Patients with breast cancer who have low levels of vitamin D when they begin treatment with paclitaxel are more likely to develop peripheral neuropathy, suggesting that correcting levels before treatment might help prevent the condition.
Past studies have suggested an association between vitamin D insufficiency and paclitaxel-induced peripheral neuropathy, a largely untreatable and sometimes permanent side effect of chemotherapy.
To confirm the association, investigators reviewed data and samples from 1191 women in the phase 3 SWOG S0221 trial, which compared weekly and biweekly paclitaxel regimens for early-stage breast cancer.
Using serum samples collected at baseline, the team evaluated the relationship between insufficient vitamin D levels (20 ng/mL or less) before treatment and grade 3 or higher sensory chemotherapy-induced peripheral neuropathy.
Overall, 33.3% of the women had insufficient vitamin D levels at baseline, and 16.4% developed grade 3 or worse sensory chemotherapy-induced peripheral neuropathy.
The incidence of peripheral neuropathy of grade 3 or greater was higher among patients with pretreatment vitamin D insufficiency (20.7% vs 14.2%; odds ratio [OR], 1.57; P = .005).
The association grew stronger after adjusting for age and paclitaxel schedule (adjusted OR, 1.65; P = .003), but not after adjusting for race (adjusted OR, 1.39; P = .066).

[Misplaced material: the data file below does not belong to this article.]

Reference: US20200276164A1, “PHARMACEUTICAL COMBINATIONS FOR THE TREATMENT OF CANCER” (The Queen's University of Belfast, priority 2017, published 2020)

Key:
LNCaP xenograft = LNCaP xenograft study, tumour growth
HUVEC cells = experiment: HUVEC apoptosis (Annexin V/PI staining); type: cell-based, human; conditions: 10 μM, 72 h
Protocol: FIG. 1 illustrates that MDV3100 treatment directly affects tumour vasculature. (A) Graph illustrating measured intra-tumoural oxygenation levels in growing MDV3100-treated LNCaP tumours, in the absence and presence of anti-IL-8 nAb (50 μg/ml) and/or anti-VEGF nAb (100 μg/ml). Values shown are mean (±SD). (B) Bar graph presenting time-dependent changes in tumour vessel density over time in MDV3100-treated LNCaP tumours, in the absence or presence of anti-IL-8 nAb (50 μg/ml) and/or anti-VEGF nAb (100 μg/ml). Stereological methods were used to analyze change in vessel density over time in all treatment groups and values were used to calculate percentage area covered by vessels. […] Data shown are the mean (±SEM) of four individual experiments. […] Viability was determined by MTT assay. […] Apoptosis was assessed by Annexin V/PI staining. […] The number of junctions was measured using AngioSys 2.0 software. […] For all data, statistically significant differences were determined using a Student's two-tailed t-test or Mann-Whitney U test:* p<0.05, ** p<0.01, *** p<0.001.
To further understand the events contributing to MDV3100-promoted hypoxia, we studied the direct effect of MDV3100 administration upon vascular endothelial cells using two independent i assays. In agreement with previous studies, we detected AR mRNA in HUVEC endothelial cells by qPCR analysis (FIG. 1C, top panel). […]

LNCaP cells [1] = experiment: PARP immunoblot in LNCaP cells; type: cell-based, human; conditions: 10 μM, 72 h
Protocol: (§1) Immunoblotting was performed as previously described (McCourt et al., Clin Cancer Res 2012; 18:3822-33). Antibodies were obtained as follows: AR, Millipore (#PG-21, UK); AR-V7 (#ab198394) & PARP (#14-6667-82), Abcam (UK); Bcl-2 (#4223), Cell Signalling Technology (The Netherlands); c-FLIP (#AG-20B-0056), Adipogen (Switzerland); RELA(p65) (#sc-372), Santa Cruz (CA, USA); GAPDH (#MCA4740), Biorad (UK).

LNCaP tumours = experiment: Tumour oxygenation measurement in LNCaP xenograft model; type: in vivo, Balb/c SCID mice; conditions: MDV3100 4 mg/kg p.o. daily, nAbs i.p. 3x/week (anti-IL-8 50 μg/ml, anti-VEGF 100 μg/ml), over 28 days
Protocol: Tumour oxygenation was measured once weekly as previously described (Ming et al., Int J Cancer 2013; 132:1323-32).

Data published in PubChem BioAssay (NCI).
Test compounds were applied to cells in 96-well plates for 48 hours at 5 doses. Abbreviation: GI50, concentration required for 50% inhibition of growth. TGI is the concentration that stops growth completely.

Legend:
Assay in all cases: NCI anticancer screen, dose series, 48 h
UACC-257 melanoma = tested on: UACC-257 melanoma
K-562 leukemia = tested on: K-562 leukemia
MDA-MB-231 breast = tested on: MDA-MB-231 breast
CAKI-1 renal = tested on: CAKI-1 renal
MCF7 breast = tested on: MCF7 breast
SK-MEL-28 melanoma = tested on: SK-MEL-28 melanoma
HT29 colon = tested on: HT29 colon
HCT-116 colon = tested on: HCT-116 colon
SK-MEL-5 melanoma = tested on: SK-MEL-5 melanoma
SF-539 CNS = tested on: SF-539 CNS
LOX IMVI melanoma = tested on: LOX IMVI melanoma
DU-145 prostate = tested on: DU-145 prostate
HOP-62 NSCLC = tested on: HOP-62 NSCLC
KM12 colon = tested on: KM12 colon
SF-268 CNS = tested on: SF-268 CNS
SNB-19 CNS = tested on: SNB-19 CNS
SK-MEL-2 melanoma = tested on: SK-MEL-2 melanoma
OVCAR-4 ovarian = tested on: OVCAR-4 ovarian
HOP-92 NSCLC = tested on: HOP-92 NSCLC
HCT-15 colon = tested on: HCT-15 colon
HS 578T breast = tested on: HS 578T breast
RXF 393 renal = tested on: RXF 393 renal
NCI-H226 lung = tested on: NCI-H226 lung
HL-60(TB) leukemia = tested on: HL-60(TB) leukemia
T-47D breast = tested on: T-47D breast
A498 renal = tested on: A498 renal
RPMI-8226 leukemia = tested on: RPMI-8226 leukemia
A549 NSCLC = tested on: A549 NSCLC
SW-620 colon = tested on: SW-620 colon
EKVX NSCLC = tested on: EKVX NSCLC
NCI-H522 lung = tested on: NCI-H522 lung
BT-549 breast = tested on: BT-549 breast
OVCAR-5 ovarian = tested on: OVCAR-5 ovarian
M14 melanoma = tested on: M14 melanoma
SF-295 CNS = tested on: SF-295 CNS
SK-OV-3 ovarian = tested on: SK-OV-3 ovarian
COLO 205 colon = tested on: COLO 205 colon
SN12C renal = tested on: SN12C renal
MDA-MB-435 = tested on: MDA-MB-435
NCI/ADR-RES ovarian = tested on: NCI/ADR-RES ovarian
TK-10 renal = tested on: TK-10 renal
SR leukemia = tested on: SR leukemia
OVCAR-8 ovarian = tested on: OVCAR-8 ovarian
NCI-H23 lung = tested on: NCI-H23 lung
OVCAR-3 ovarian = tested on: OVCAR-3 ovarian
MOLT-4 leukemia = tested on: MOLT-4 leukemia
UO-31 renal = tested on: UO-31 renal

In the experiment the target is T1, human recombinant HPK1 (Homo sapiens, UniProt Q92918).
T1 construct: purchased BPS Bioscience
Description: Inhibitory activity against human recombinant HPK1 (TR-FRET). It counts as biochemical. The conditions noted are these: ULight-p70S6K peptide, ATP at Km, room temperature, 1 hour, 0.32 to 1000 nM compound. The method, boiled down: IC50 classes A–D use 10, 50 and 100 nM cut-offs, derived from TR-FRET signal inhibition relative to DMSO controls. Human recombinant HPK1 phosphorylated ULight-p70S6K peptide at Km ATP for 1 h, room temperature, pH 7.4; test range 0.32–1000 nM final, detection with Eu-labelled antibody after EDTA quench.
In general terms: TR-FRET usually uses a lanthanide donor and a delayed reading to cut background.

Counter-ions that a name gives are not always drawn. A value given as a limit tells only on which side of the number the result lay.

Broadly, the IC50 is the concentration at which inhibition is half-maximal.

The study “confirms that patients with pretreatment vitamin D insufficiency have a higher incidence of [chemotherapy-induced peripheral neuropathy],” the authors concluded. These results also “suggest that vitamin D supplementation in patients with lower levels of vitamin D may reduce peripheral neuropathy, and particularly high-grade peripheral neuropathy, which would improve these patients’ long-term quality of life,” senior researcher Daniel L. Hertz, PharmD, PhD, University of Michigan College of Pharmacy, Ann Arbor, said in a press release.
The study, led by Ciao-Sin Chen, PharmD, of the University of Michigan College of Pharmacy, Ann Arbor, was published November 7 in the Journal of the National Comprehensive Cancer Network.
The trial did not collect data on other peripheral neuropathy risk factors, including preexisting peripheral neuropathy and diabetes. The study included a limited number of non-White participants (16%); larger numbers are needed to elucidate a potential interplay between race, vitamin D, and chemotherapy-induced peripheral neuropathy. The researchers also did not collect data on grade 1 and 2 chemotherapy-induced peripheral neuropathy.
The study was funded by Amgen, the American Cancer Society, and others. The investigators disclosed no relevant financial relationships.
M. Alexander Otto is a physician assistant with a master’s degree in medical science and a journalism degree from Newhouse. He is an award-winning medical journalist who worked for several major news outlets before joining Medscape. Alex is also an MIT Knight Science Journalism fellow. Email: [email protected]
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Cite this: Low Vitamin D Linked to Paclitaxel-Induced Peripheral Neuropathy – Medscape – Nov 07, 2023.
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Publish date : 2023-11-07 21:39:51
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